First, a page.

We’ve all heard talk about some languages being in danger of extinction, and here at BLS we’ve even blogged about it. However, have we all missed something huge? Is English actually the most endangered language of all?
As English becomes the lingua franca of the world, it has become a tool of communication between people of different nationalities. When a French family go on holiday to Portugal, they will speak English to the waiters in the restaurants – it is common ground because everyone knows a little (or a lot) of English. Many people will almost exclusively use English to talk to non-English native speakers, rather than to English natives. This has led to a sort of pidgin language where it is becoming acceptable (or at least commonplace) to merely say English words (without proper grammar or with incorrect sentence structure), such as “he go shop” or “I learn English three years”. Therefore, while non-native speakers will continue to have a rich, expressive language as a native tongue, English will lose all its depth.
Of course, many language learners have a fantastic command of the English language with a large and elevated vocabulary, because they have actually studied English. What I am talking about here are those people who haven’t necessarily taken their language learning very far, who know a little English and use it simply to communicate.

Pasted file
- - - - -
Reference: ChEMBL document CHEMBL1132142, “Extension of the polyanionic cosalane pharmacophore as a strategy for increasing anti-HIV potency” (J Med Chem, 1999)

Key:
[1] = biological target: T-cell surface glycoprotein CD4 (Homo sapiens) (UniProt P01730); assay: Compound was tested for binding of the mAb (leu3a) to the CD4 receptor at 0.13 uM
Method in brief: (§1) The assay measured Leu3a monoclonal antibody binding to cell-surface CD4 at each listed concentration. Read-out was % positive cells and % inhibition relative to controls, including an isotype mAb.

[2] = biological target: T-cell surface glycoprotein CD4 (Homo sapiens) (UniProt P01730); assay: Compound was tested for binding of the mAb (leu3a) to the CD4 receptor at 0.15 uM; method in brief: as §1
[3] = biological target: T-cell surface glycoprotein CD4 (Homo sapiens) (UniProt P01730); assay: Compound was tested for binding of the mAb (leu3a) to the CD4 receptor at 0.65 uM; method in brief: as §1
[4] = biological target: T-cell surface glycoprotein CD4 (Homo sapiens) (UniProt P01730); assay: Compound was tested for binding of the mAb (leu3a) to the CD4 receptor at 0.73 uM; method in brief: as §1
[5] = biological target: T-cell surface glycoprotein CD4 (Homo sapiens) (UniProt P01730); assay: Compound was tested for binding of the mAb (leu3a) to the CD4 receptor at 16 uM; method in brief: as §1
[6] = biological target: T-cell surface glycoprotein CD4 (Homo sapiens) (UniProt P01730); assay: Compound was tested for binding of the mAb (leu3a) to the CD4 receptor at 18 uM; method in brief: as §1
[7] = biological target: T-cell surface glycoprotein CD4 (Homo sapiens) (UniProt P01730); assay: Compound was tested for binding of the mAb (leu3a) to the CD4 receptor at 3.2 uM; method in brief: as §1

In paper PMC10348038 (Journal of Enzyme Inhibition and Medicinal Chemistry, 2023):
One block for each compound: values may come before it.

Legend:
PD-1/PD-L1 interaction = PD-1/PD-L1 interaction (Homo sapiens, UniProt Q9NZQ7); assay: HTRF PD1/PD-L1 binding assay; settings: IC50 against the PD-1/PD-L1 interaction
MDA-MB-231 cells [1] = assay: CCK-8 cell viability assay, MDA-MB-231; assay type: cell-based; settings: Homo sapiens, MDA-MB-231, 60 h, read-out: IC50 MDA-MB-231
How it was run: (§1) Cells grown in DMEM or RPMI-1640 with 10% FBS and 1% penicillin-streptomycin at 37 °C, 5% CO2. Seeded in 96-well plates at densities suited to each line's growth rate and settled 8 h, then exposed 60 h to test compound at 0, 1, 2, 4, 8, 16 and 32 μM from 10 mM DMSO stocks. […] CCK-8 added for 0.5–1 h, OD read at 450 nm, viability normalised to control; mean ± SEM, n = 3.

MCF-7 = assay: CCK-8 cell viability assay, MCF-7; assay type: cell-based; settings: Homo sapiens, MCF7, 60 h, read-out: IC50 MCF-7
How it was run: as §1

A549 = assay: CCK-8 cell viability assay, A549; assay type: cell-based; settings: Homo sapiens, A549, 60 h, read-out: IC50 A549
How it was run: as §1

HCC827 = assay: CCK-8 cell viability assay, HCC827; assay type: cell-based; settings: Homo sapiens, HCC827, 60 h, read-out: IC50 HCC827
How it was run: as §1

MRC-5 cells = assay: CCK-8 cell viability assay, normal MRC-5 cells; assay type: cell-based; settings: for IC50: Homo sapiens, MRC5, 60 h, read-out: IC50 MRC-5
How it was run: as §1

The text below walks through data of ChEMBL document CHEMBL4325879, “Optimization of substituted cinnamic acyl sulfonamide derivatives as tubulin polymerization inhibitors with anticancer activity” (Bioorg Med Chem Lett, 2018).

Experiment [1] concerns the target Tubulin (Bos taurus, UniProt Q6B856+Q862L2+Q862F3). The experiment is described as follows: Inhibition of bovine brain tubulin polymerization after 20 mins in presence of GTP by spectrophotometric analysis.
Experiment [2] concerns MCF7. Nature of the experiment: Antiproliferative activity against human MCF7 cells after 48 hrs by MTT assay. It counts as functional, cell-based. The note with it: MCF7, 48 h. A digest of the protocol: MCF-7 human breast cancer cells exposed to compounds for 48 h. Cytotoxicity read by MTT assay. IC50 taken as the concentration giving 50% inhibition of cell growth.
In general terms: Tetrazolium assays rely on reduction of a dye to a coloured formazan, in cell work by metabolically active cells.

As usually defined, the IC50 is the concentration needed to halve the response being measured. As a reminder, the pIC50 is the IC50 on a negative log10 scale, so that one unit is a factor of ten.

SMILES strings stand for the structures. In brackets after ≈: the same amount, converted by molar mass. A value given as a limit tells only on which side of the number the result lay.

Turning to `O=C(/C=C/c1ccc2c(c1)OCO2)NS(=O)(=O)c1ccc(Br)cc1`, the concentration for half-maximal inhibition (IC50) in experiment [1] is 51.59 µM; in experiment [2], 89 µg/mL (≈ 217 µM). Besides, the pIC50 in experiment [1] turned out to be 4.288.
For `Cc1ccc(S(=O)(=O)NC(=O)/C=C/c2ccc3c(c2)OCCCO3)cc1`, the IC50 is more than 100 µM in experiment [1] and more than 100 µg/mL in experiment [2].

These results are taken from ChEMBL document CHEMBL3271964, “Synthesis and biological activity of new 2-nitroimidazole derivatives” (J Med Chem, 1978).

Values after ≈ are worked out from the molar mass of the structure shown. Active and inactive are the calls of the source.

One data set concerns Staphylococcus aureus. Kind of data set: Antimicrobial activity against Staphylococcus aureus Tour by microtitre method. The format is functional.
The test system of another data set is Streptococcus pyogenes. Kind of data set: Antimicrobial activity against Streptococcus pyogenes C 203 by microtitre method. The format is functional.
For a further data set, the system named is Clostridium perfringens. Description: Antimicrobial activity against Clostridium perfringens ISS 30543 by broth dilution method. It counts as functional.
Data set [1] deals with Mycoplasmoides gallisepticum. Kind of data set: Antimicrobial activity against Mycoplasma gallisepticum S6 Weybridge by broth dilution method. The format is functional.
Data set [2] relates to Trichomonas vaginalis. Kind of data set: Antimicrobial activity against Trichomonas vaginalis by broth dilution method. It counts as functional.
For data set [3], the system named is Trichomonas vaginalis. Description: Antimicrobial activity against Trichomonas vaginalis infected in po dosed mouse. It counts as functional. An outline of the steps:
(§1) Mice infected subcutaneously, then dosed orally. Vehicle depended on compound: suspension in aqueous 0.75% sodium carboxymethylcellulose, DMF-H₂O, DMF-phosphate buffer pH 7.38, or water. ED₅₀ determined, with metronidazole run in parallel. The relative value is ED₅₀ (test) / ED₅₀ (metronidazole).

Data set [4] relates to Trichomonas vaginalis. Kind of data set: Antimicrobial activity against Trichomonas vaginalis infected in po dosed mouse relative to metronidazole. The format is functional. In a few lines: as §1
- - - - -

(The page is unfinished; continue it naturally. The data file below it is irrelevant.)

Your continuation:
But would a global pidgin English language be so bad? If English could be simple enough for 7 billion people to understand and communicate, by way of ‘he go shop’ or ‘I learn English three years’, then the world would, for the first time, have a simplified language which everyone could speak. However, the English language would then be even more corrupted than it already is. When we make a simple comparison between English and, say, French, or German, we can see that English has far fewer complexities, far more words, and has lost something through the years. Partly because it has become the lingua franca of the world and partly because English doesn’t have an academy.
So why doesn’t English have an academy? The purpose behind such organisations, the first of which was the (in)famous “L’Académie française”, founded in 1635, is to safeguard the purity and vitality of national languages. Concern for correct, pure, proper use of language is at least as old as the Sanskrit grammarian Panini, from around the 4th century BCE, who theorised, analysed and documented grammar rules for his language. While many people will think of “language endangerment” as a time when people are not using the language anymore, an equally serious form of “language endangerment” is a threat to proper, pure, educated speech and usage that forms the core raison d’être of Language Academies. This is undoubtedly a threat that the English language currently faces, and without a Language Academy to bolster and protect the English language, who knows what will become of it.